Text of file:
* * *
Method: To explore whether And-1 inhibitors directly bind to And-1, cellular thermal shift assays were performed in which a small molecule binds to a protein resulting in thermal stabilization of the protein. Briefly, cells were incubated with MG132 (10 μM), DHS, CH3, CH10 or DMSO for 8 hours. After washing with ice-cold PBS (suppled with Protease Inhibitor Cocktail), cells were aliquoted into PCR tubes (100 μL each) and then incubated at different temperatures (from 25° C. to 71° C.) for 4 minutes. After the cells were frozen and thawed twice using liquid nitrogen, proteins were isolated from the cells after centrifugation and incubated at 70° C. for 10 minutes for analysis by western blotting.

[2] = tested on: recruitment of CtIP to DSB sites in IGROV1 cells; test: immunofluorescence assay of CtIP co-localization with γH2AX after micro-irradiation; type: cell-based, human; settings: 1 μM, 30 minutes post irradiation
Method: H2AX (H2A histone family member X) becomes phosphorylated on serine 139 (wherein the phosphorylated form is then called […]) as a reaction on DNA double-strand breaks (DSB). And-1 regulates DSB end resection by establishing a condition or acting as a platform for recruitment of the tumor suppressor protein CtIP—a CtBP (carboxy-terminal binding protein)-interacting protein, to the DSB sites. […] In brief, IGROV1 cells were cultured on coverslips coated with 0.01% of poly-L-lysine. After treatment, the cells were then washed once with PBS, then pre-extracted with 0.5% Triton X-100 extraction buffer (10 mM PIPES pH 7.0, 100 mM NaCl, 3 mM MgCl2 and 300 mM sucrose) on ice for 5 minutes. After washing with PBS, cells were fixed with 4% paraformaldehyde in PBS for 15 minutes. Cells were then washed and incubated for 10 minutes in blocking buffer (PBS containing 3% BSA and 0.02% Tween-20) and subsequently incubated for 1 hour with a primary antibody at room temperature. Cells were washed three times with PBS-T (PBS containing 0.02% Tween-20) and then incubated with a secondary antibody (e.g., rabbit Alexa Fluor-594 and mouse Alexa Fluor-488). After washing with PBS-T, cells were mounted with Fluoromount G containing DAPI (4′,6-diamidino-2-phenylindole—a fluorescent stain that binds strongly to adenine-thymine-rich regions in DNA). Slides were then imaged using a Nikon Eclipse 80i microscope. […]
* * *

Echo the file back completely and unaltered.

Method: To explore whether And-1 inhibitors directly bind to And-1, cellular thermal shift assays were performed in which a small molecule binds to a protein resulting in thermal stabilization of the protein. Briefly, cells were incubated with MG132 (10 μM), DHS, CH3, CH10 or DMSO for 8 hours. After washing with ice-cold PBS (suppled with Protease Inhibitor Cocktail), cells were aliquoted into PCR tubes (100 μL each) and then incubated at different temperatures (from 25° C. to 71° C.) for 4 minutes. After the cells were frozen and thawed twice using liquid nitrogen, proteins were isolated from the cells after centrifugation and incubated at 70° C. for 10 minutes for analysis by western blotting.

[2] = tested on: recruitment of CtIP to DSB sites in IGROV1 cells; test: immunofluorescence assay of CtIP co-localization with γH2AX after micro-irradiation; type: cell-based, human; settings: 1 μM, 30 minutes post irradiation
Method: H2AX (H2A histone family member X) becomes phosphorylated on serine 139 (wherein the phosphorylated form is then called […]) as a reaction on DNA double-strand breaks (DSB). And-1 regulates DSB end resection by establishing a condition or acting as a platform for recruitment of the tumor suppressor protein CtIP—a CtBP (carboxy-terminal binding protein)-interacting protein, to the DSB sites. […] In brief, IGROV1 cells were cultured on coverslips coated with 0.01% of poly-L-lysine. After treatment, the cells were then washed once with PBS, then pre-extracted with 0.5% Triton X-100 extraction buffer (10 mM PIPES pH 7.0, 100 mM NaCl, 3 mM MgCl2 and 300 mM sucrose) on ice for 5 minutes. After washing with PBS, cells were fixed with 4% paraformaldehyde in PBS for 15 minutes. Cells were then washed and incubated for 10 minutes in blocking buffer (PBS containing 3% BSA and 0.02% Tween-20) and subsequently incubated for 1 hour with a primary antibody at room temperature. Cells were washed three times with PBS-T (PBS containing 0.02% Tween-20) and then incubated with a secondary antibody (e.g., rabbit Alexa Fluor-594 and mouse Alexa Fluor-488). After washing with PBS-T, cells were mounted with Fluoromount G containing DAPI (4′,6-diamidino-2-phenylindole—a fluorescent stain that binds strongly to adenine-thymine-rich regions in DNA). Slides were then imaged using a Nikon Eclipse 80i microscope. […]